Tip From The Workbench–Extractors

kenBrookswith Ken Brooks
AGI Instructor and Master Gunsmith

When the Gun Club of America staff were range testing the Chiappa M 27, they encountered some feeding problems. So they sent the firearm to AGI Instructor Ken Brooks to analyze the gun and try to determine what went wrong and how to remedy it. What Ken found easily developed into a very teachable moment about extractors and extractor fit. Continue reading


Ballistol: an Upcoming Favorite Amongst Gunsmiths

Delesoyby Dana Delesoy
Guns and Gunsmiths Contributor

I first heard about Ballistol while watching a back-issue of GCA’s GunTech DVD magazine (issue #108). Gene Kelly (president of the American Gunsmithing Institute) interviewed a Ballistol representative at SHOT SHOW. I was really impressed what was said about it. Something claiming to be as versatile as Ballistol and also non-toxic is a combination that gets my attention. When I finished watching the interview I immediately visited the company’s website and read absolutely everything posted about the product. Continue reading


Why the GCA Ad Before the Videos?

Gary Howes
Guns and Gunsmiths editor

By now most of you should have noticed the short piece of video I have added to the beginning of many of the new videos used here, mentioning the Gun Club of America. There are 2 versions, one about 15 seconds long and the second about 30 seconds. The written articles also now have a copyright notice at the bottom forbidding reproducing the articles without permission. Continue reading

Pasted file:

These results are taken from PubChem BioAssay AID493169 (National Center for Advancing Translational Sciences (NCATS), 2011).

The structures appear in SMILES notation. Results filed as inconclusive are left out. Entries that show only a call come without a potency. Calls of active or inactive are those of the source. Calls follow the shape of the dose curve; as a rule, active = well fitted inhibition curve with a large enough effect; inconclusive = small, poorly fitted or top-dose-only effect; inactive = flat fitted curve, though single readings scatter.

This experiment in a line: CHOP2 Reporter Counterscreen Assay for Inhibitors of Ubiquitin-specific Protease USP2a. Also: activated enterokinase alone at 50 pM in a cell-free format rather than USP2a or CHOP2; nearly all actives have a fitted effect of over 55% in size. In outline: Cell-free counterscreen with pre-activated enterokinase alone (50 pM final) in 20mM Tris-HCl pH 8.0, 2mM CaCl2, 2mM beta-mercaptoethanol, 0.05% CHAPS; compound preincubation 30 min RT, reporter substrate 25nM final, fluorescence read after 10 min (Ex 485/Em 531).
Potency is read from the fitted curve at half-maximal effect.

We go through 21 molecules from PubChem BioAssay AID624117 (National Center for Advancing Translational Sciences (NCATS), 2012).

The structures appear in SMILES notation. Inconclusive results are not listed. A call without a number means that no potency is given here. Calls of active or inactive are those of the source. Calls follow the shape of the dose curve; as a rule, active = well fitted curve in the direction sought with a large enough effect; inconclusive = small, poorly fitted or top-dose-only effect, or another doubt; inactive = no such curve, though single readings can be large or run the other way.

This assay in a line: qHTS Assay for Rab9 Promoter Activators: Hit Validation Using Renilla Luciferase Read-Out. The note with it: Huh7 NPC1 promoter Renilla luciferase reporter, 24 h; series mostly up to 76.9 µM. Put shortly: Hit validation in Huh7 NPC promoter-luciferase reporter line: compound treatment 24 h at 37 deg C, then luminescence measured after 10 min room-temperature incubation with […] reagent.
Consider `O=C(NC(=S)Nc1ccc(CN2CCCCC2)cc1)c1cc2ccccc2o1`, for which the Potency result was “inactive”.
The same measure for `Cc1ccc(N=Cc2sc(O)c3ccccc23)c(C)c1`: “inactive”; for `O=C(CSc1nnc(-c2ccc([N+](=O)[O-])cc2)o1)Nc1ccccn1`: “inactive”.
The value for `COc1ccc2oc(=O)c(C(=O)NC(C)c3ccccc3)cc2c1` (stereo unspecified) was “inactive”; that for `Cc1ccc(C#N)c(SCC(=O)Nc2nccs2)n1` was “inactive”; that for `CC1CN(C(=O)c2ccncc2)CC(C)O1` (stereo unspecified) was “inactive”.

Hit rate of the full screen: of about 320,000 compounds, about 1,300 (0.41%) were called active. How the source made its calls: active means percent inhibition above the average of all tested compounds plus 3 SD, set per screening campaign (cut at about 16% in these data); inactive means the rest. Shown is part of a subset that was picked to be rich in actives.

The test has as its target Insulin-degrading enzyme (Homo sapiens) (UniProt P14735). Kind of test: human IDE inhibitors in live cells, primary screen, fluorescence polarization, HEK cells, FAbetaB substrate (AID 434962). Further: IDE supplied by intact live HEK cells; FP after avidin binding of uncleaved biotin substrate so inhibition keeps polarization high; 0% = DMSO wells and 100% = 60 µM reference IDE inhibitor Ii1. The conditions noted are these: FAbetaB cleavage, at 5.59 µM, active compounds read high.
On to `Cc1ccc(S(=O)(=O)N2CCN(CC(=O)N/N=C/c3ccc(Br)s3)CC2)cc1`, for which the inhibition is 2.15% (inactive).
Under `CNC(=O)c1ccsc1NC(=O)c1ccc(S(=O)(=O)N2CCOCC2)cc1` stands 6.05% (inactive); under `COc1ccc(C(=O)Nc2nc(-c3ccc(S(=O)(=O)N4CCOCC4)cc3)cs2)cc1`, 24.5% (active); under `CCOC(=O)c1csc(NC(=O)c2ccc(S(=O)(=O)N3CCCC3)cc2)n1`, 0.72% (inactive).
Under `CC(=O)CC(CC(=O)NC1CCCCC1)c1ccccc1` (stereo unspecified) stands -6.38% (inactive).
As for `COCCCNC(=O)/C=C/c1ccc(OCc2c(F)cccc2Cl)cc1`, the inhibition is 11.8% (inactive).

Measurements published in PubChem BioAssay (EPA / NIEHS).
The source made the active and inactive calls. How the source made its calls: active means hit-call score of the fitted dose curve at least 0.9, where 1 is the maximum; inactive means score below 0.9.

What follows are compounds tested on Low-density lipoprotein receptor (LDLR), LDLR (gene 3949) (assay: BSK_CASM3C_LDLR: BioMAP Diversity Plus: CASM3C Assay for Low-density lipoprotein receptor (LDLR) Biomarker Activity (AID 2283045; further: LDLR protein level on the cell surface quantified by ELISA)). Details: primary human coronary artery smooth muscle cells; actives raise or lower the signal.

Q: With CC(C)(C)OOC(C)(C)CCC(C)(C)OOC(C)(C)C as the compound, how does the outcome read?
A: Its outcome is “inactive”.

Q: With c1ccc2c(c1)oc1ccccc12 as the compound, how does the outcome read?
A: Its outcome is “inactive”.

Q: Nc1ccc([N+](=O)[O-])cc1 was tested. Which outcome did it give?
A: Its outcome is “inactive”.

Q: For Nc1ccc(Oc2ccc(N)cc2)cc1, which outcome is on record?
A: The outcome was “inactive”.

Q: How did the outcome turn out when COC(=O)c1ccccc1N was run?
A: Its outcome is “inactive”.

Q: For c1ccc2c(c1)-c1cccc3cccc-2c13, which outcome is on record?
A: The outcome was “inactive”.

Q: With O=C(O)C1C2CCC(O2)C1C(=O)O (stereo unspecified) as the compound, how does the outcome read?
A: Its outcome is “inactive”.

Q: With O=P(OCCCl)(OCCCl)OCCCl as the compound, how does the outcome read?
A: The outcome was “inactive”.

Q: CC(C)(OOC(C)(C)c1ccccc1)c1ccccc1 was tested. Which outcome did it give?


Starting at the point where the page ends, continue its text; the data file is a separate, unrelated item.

Western Field 20 Gauge Shotgun Restoration

DunnBy Robert Dunn 
AGI and GunTech Video Producer, 
AGI Pro Course Graduate, GCA Charter Member

When I started working on the Western Field shotgun, I already had two other “projects” laying around the house. This particular firearm was entirely covered in fuzzy rust and the bolt was fused shut from corrosion. The stock was moldy and needed some care too. The plastic trigger guard on this old guy was warped straight from screw to screw! There was a good inch of space between the top of the trigger guard and the bottom of the stock and the screws were torqued tightly in the wood. Continue reading